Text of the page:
The Minchiate Tarot                                                                                Review by Michele Jacksonmin40.jpg (20287 bytes)

If you would like to purchase this deck, click here.

The Minchiate Tarot Deck is a modern interpretation of the Minchiate deck. It is not what I would call a Tarot deck, though it is obviously a close relative. The Minchiate contains 97 cards, vice 78. The similarities between the Minchiate and Tarot outweigh their differences. Historically, it is an interesting and important member of the Tarot family.

Let us dispense with the functional information first. This is a deck/book set. The cards measure 3" X 5" and are on a very glossy card stock. Those with small hands may find it difficult to shuffle due to the size and thickness, but it can be swished around instead. The backs are not reversible. The art is excellent. The images are line drawings that have been partially colored, mostly in pastel shades. There is quite a bit of white space. While the drawings are in the same style as the artist's Renaissance Tarot Deck, the Minchiate does not have the latter's lush coloring and lavish details. The style is much simpler. The card names are in the bottom border in English and Italian. Cards of the same suit or type have the same background color. For example, all of the Major Arcana have a light purple background and all of the Coins have a pink background. The numbered cards are pips, though some are embellished with people, animals, ribbons, flowers and various combinations thereof. 

As previously mentioned, a Minchiate deck is not the same as a tarot deck. While many of the cards will be recognizable to anyone familiar with Tarot, there are several cards not found in a traditional tarot deck. These include the elements, the signs of the zodiac and additional virtues. Even some of the more familiar cards have differences. There are two Emperors - an Eastern and a Western, and there is no Empress, High Priestess or Hierophant. A listing of the Major Arcana cards and their numbers follows:

0 The Fool 14 The Devil 28 Capricorn
1 The Magician 15 The Tower 29 Sagittarius
2 The Grand Duke 16 Hope 30 Cancer
3 The Western Emperor 17 Prudence 31 Pisces
4 The Eastern Emperor 18 Faith 32 Aquarius
5  Love 19 Charity 33 Leo
6 Temperance 20 Fire 34 Taurus
7 Strength 21 Water 35 Gemini
8 Justice 22 Earth 36 The Star
9 The Wheel of Fortune 23 Air 37 The Moon
10 The Chariot 24 Libra 38 The Sun
11 Time 25 Virgo 39 The World
12 The Hanged Man 26 Scorpio 40 Fame
13 Death 27 Aries

The suits are Swords, Coins, Cups and Staves. The Court consists of King, Queen, Knight for all suits. The Junior court card varies depending on suit. Swords and Staves have Pages,  Cups and Coins have Handmaidens and the Knights are Centaurs. The artist kept his images close to the earlier decks in terms of pose and symbolology. Some changes were made in keeping with more modern usage like the Magician. The artist tells us that the Italian name, "Il Bagatto," translates into Mountebank, but we are familiar with the name Magician, so that is what he used. Some of the images are different than what we are used to seeing in modern tarot decks. The Chariot is driven by a nude woman and the Tower shows us only a small portion of the tower with a woman escaping the flames. Likewise, some of the symbolism is different than what we are used to. Time looks like the lone old man we call the Hermit, but is really Kronos or Saturn.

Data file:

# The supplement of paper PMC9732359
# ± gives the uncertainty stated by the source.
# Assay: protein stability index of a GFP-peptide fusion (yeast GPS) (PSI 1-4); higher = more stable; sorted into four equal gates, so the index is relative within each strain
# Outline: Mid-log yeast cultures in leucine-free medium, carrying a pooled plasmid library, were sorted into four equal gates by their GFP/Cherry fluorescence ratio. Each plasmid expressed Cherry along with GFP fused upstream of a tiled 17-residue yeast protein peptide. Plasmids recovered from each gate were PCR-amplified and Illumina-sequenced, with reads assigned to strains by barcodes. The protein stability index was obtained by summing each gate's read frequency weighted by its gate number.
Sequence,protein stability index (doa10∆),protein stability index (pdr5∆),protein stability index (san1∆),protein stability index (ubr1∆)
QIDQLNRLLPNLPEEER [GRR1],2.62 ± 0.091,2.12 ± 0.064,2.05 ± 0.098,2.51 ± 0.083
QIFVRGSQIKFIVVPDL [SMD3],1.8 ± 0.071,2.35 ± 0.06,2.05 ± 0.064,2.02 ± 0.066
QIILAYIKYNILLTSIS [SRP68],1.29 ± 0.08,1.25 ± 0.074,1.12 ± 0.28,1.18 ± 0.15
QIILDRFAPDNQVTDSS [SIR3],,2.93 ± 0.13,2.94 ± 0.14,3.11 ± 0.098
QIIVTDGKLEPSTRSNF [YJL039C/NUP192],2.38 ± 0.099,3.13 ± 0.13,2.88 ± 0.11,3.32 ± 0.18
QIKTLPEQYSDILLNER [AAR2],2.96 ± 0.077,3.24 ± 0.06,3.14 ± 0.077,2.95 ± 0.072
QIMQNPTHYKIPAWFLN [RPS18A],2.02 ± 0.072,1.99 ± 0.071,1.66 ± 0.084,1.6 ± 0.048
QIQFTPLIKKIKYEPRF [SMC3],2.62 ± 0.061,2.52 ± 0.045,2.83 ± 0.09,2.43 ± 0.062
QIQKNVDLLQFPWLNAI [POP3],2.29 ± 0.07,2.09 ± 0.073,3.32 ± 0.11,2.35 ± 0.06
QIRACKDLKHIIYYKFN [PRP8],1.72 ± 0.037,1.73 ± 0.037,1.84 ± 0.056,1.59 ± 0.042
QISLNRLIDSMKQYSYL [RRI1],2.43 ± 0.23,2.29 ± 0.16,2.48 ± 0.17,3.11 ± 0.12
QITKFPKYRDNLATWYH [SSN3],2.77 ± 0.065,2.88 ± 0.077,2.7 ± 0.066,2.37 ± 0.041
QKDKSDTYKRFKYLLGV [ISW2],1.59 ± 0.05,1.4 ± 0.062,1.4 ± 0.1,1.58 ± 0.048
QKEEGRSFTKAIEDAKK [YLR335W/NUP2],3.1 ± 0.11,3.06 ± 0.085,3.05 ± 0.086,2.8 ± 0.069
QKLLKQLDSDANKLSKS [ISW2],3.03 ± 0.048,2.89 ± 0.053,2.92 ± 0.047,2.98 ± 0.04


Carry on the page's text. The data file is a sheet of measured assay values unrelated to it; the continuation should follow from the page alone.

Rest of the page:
The book for this deck is one of the best books I have seen written for a deck. But then, we have come to expect this from Brian Williams - his Renaissance book was outstanding as well. The introduction tells us what the artist was trying to achieve with this deck and gives us some background information on Tarot in general and the Minchiate deck in particular. Williams' facts are well researched and documented, and his style is very readable. The book is lavishly illustrated and there are extensive notes on each illustration at the end of every chapter. Each Major Arcana card has a section that begins by describing the image on the card. This is followed by a description of the standard iconography of its corresponding Tarot card, as applicable. The symbolism is explained, and information on what the card meant to people in the Renaissance is also explained. A divinatory meaning is provided. These meanings are traditional for cards that appear in the Tarot. For cards that have no corresponding card in the traditional deck, Williams creates a meaning that fits the symbolism and history of the card. Each description includes a picture of the card from Williams' deck, a drawing of the same card from an earlier version of the deck and several images that are related to the card. Copious notes are provided for each illustration.